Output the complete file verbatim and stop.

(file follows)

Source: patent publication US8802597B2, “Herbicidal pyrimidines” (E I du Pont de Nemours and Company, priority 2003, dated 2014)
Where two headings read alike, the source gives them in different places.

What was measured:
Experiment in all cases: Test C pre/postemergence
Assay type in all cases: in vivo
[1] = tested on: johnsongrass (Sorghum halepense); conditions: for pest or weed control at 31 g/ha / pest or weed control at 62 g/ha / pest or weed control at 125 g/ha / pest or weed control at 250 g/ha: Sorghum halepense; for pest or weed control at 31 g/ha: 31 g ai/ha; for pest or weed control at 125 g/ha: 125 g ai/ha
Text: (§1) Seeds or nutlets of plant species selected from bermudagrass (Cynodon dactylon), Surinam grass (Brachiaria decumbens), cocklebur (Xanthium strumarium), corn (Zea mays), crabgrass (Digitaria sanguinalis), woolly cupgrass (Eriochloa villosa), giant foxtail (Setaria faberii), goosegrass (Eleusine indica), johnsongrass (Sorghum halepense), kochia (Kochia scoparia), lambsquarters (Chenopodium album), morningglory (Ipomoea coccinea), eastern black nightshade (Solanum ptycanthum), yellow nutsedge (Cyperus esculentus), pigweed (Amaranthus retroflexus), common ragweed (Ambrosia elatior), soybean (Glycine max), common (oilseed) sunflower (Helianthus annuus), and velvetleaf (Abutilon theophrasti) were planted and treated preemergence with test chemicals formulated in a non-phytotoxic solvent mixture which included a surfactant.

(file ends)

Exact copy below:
Source: patent publication US8802597B2, “Herbicidal pyrimidines” (E I du Pont de Nemours and Company, priority 2003, dated 2014)
Where two headings read alike, the source gives them in different places.

What was measured:
Experiment in all cases: Test C pre/postemergence
Assay type in all cases: in vivo
[1] = tested on: johnsongrass (Sorghum halepense); conditions: for pest or weed control at 31 g/ha / pest or weed control at 62 g/ha / pest or weed control at 125 g/ha / pest or weed control at 250 g/ha: Sorghum halepense; for pest or weed control at 31 g/ha: 31 g ai/ha; for pest or weed control at 125 g/ha: 125 g ai/ha
Text: (§1) Seeds or nutlets of plant species selected from bermudagrass (Cynodon dactylon), Surinam grass (Brachiaria decumbens), cocklebur (Xanthium strumarium), corn (Zea mays), crabgrass (Digitaria sanguinalis), woolly cupgrass (Eriochloa villosa), giant foxtail (Setaria faberii), goosegrass (Eleusine indica), johnsongrass (Sorghum halepense), kochia (Kochia scoparia), lambsquarters (Chenopodium album), morningglory (Ipomoea coccinea), eastern black nightshade (Solanum ptycanthum), yellow nutsedge (Cyperus esculentus), pigweed (Amaranthus retroflexus), common ragweed (Ambrosia elatior), soybean (Glycine max), common (oilseed) sunflower (Helianthus annuus), and velvetleaf (Abutilon theophrasti) were planted and treated preemergence with test chemicals formulated in a non-phytotoxic solvent mixture which included a surfactant.